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Korean J Med Educ > Volume 12(2); 2000 > Article
Korean Journal of Medical Education 2000;12(2): 191-205. doi: https://doi.org/10.3946/kjme.2000.12.2.191
Three Kinds of Problem-Based Learning Formulas Experienced in Konkuk University College of Medicine
Yun Hee Noh, Kyo Sun Kim, Hyung Seok Park, Kyung Soo Kim, Kee Man Bae, Eu Whan Ahn, Jin Sang Chung, Sung Kee Lee, Hee Jung Choi, Dong Wook Jang, Seung Hun Park, Kwang Min Kim, Woon Duck Chung
1Department of Biochemistry, Konkuk University College of Medicine.
2Department of Pediatrics, Konkuk University College of Medicine.
3Department of Internal Medicine, Konkuk University College of Medicine.
4Department of Thoracic Surgery, Konkuk University College of Medicine.
5Department of Orthopedic Surgery, Konkuk University College of Medicine.
6Department of Rehabilitation Medicine, Konkuk University College of Medicine.
7Department of Obstetrics and Gynecology, Konkuk University College of Medicine.
8Department of Nursing Science, Konkuk University College of Medicine.
9Department of Medical Student, Konkuk University College of Medicine.
10School of Biomedical Engineering, Konkuk University College of Medicine.
11Codisoft Co. Ltd.
ABSTRACT
We performed three kinds of problem-based learning (PBL) formulas in all of forty-one 3rd grade students after the final examination of the first semester from June 28, 1999 to July 9, 1999 at Konkuk University College of Medicine to investigate which formula is the most efficient and helpful in medical education and polyclinic course. The PBL formulas applied were the typical face-to-face PBL accompanied by mini-lecture (Type I) or by distribution of the guidelines without lecture (Type II) and cyber PBL using web-based module and discussion over cyber space (Type III). Response of students was surveyed using some questionnaires and the evaluation results of each PBL were analyzed with Pearson's correlation test. All participating students were satisfied with the face-to-face PBL especially in applying time of PBL, using discussion to solve the problem, and studying with tutors. In cyber PBL, in spite of excellency of the contents, limitations in discussion over cyber space and computer skills, misunderstanding of computer system, and additional cost for private PC rent seemed to decrease the satisfaction with this PBL. Experience in Type II PBL was turned out to be the most helpful and discussion among fellow students in PBL to be the most useful experience for incoming polyclinic course. There were no significant correlations between the evaluation results of face-to-face PBL and cyber PBL or between the evaluation results of each type of PBL and the average credit of that semester, suggesting that evaluation of the newly acquired knowledge through PBL using tools such as Triple Jump, OSCE (objective structured clinical examination), and MEQ (modified essay question) should be included in assesment of academic achievement in addition to the evaluation of activities during PBL.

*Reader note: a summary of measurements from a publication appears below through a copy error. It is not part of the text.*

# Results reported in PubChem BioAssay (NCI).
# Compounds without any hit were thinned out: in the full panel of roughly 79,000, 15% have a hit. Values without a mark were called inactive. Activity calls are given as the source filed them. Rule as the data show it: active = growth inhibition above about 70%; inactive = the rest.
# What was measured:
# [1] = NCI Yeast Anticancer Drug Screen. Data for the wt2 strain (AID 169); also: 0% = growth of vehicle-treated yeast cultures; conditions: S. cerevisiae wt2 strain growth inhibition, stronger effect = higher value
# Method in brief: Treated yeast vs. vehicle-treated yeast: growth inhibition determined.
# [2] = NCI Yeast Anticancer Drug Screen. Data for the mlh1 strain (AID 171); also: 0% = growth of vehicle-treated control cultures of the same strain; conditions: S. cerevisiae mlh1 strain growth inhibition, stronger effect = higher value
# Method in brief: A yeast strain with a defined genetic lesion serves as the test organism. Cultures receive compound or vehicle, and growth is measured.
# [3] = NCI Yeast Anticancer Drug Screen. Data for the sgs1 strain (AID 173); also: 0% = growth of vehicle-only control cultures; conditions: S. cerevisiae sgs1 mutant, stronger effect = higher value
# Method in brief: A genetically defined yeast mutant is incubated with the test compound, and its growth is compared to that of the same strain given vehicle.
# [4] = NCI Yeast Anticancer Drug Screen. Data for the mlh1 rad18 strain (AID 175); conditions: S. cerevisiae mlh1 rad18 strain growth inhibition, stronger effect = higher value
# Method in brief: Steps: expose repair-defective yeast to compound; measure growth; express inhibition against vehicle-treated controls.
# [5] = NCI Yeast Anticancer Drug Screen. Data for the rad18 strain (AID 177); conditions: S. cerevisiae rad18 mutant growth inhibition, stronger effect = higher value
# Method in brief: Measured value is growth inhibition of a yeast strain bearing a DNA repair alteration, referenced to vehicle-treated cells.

Keywords: Problem-Based Learning;Medical education
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